by Justin Lee | April 17, 2012
EMS workers rally to demand American Medical Response stop blocking their union election. (Photo by Amir Shariat)
MODESTO, Calif. — EMS workers denied the right to vote for union representation are speaking up here.
Sixty paramedics, EMTs, dispatchers, and vehicle supply techs from across Northern California last week carried signs, wore buttons, and were prepared to deliver a petition bearing several hundred signatures asking their employer, American Medical Response, to allow them to proceed with their union election for a stronger voice for EMS.
That stronger voice, United EMS Workers-AFSCME Local 4911, was founded by private sector EMS workers across the country seeking to have a union with strength and accountability.
“We’re coming out here today to just let AMR know that we want them to help us continue to help the public,” said Amir Shariat who has worked as an EMT since 2003. “United EMS Workers is all about us coming together to help ourselves and to be unified so that we have more access to the tools to continue to help the public.”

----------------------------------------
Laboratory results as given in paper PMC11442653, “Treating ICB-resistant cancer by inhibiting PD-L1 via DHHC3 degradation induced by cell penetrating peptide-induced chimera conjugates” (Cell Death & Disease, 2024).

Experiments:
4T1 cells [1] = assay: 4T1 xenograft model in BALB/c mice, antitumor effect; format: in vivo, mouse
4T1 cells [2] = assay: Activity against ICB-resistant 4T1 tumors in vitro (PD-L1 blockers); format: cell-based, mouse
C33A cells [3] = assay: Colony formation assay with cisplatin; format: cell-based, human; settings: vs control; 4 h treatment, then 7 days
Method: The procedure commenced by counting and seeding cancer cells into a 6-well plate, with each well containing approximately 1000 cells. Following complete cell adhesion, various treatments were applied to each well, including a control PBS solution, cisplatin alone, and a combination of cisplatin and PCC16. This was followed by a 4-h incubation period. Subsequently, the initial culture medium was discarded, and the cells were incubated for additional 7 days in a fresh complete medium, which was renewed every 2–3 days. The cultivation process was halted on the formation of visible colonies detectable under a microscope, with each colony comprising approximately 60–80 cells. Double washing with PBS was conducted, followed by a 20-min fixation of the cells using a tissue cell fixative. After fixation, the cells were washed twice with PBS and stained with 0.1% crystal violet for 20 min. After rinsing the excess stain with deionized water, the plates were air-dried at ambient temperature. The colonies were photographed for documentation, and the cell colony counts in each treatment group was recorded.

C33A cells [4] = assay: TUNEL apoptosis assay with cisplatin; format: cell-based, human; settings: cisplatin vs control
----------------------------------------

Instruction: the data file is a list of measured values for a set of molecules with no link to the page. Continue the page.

Last week’s rally was planned to coincide with an AMR meeting that was canceled after word of the protest got out. Workers will continue to urge AMR to let them move forward for a stronger voice for EMS though. View a video report covering the protest here:
“A majority of us signed cards in favor of AFSCME-United EMS Workers. AMR is essentially ignoring that. We want them to listen to us.” said Brandon Bigos, a seven-year EMT.
Kathy Ivy, who has worked with AMR for 16 years as a paramedic, also attended the rally.
“We would like AMR to stop blocking our vote so that we can move forward, sit down at the table with them, and have that chance to talk, build a better relationship, and make sure that we have the safety equipment and the units on the road that we need,” she said.
Todd Bourgeois, a paramedic for the last 11 years, said that proceeding with a vote for United EMS Workers is about continuing the mission for safe and efficient care for patients.
“I want people to have confidence every time they see an AMR rig pull up to their house. I want them to know that these guys are well trained, well equipped, and no matter what the outcome my family member got the best patient care possible,” he said.
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